Paris Opera Ballet

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The Palais Garnier, home of the Paris Opéra Ballet today.

The Paris Opéra Ballet is the official ballet company of the Opéra national de Paris, otherwise known as the Palais Garnier, though known more popularly simply as the Paris Opéra. Its origins can be traced back to 1661 with the foundation of the Académie Royale de Danse and the Le Ballet de l'Opéra in 1713 by King Louis XIV of France.

The aim of the Académie Royale de Danse was to reestablish the perfection of dance. In the late seventeenth century, using 13 professional dancers to drive the academy, the Paris Opéra Ballet successfully transformed ballet from court entertainment to a professional performance art for the masses. It later gave birth to the Romantic Ballet, the classical form of ballet known throughout the world. The Paris Opéra Ballet dominated European ballet throughout the eighteenth and early nineteenth centuries and remains a leading institution in the art of ballet today.

Contents

History

Louis XIV of France

When the Ballet Comique de la Reine—considered the world's first ballet—established Paris as the capital of the ballet world, it sparked the onset of the development of one of the world's most acclaimed institutions. King Louis XIV, who ruled France from 1643 to 1715, made the decision to strengthen Paris' cultural leadership by implementing ballet as a state institution. He would later be the driving force for the transformation of ballet to its professional standard.

Louis greatly enjoyed dancing, and for this reason he took part personally in all the ballets given at his court. Court dancers were generally not professionals. They were noblemen and noblewomen who danced to please their ruler or to stir the admiration and envy of his rivals. Soon, Louis grew dissatisfied with the court's caliber of dancing. Thus, for the purpose of training professional dancers to perform exquisitely for him and his court, Louis founded the Académie Royale de Danse in 1661. With serious training, the French professionals developed skills that had been impossible for the amateurs.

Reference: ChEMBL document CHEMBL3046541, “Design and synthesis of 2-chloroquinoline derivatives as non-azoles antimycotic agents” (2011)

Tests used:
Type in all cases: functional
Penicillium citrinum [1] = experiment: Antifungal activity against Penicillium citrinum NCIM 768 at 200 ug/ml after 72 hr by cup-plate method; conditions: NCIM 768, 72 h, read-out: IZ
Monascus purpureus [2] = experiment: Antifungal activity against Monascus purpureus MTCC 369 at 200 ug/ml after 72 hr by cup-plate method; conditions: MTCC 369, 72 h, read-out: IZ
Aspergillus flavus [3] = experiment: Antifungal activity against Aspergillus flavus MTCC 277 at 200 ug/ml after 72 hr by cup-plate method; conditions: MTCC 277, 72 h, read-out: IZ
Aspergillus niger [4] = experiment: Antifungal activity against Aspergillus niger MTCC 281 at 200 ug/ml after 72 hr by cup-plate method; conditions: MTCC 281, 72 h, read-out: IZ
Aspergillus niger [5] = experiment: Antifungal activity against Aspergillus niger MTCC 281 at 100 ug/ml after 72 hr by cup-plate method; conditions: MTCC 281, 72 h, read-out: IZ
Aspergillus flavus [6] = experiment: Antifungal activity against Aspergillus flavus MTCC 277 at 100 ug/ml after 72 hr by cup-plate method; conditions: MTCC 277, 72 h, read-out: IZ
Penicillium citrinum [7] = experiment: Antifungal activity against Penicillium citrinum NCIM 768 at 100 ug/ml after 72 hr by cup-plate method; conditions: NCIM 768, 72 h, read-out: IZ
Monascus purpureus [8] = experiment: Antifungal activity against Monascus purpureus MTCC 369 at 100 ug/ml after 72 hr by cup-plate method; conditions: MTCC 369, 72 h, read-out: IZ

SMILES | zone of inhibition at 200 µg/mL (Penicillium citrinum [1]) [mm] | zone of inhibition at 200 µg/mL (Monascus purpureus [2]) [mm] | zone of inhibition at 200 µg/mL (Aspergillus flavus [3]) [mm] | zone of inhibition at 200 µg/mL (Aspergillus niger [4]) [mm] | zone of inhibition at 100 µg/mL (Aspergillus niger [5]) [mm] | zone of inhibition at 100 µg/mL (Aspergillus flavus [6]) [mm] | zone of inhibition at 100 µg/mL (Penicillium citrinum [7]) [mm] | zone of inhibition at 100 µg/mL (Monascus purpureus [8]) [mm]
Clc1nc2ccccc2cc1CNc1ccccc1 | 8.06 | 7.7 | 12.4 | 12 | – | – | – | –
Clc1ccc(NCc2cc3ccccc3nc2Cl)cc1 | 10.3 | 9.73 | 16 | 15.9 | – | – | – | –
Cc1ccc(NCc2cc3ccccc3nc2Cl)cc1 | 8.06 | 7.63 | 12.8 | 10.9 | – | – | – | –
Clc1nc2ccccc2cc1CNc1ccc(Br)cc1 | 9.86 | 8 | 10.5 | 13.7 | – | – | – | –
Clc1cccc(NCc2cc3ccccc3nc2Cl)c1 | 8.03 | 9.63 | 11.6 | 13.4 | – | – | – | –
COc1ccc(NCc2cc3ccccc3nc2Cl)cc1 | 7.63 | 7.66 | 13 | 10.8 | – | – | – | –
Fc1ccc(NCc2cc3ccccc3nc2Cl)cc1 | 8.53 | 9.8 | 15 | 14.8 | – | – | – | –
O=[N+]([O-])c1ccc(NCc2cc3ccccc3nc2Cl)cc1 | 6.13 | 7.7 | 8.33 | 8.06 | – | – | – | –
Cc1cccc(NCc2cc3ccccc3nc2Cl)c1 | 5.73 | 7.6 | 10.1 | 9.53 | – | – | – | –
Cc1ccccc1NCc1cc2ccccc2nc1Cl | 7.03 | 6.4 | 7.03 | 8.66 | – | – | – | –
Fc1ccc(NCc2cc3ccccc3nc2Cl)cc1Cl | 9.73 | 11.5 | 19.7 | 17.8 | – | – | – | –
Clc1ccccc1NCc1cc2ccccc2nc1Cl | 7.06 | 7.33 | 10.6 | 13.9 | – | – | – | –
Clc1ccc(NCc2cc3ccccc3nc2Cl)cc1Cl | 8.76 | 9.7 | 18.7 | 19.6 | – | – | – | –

Jean-Baptiste Lully

In 1672, the king gave the court's official music composer, Jean-Baptiste Lully, directorship of the Académie Royale de Musique which had been founded as the Académie d'Opéra in 1669. These institutions were maintained lavishly at the expense of the crown. At this time, French ballet and opera were virtually inseparable. Thus, the Academie d'Opera became the leading institution of opera, baroque ballet (which would later evolve into classical ballet), and music in Paris. From 1671 until Lully's death in 1687, the ballet was directed by the dancing master Pierre Beauchamp, most noted for the codification of the five basic positions of the feet in ballet.

In 1681, Mademoiselle La Fontaine (1665-1736) became the first woman to dance on the stage of the Académie Royale de Musique (The Royal Academy of Music) when she premiered in Beauchamps' Le Triomphe de l'Amour (The Triumph of Love). Before La Fontaine's debut as première danseuse (premier female dancer), female roles on the public stage had been taken by young men.

In 1713, the Academy's dancers had become so skilled that the king published a Règlement concernant l'Opéra (government regulations concerning the Opera) which legitimized the Paris Opéra Ballet as a state institution with a permanent resident company of 20 professional dancers (ten men and ten women) to be led by Nicolas de Francine and Gaureaut et Dumont. The Paris Opéra Ballet became an official performance troupe, performing in French theaters for the general public. From that time until the 1810s, the state upheld 12 theaters as the Paris Opéra's principal venues, most of which were destroyed by fires. All of these theaters, regardless of their "official" names, were commonly known as the Paris Opéra or Opéra de Paris.

Criticism

Jean Georges Noverre

While the Paris Opéra Ballet gained wide popularity, it was not without its critics. The French choreographer Jean Georges Noverre criticized the professional dancers in his 1760 book, Lettres sur la danse, et sur les ballets (Letters on Dancing and Ballet). Noverre complained that the Opéra dancers were far too content with performing steps merely for the demonstration of their technical skills, while neglecting the true purpose of ballet. This purpose, he said, was to represent characters and express their feelings. Noverre declared the art of ballet was to be imitative of life, just as it was for acting.

Noverre urged ballet dancers to stop using masks, bulky costumes, and large wigs to illustrate or explain plot and character. He claimed that the dancers could very well express these things using only their bodies and faces. So long as the dancers did not look strained or uncomfortable doing difficult steps, they could show emotions such as anger, joy, fear, and love.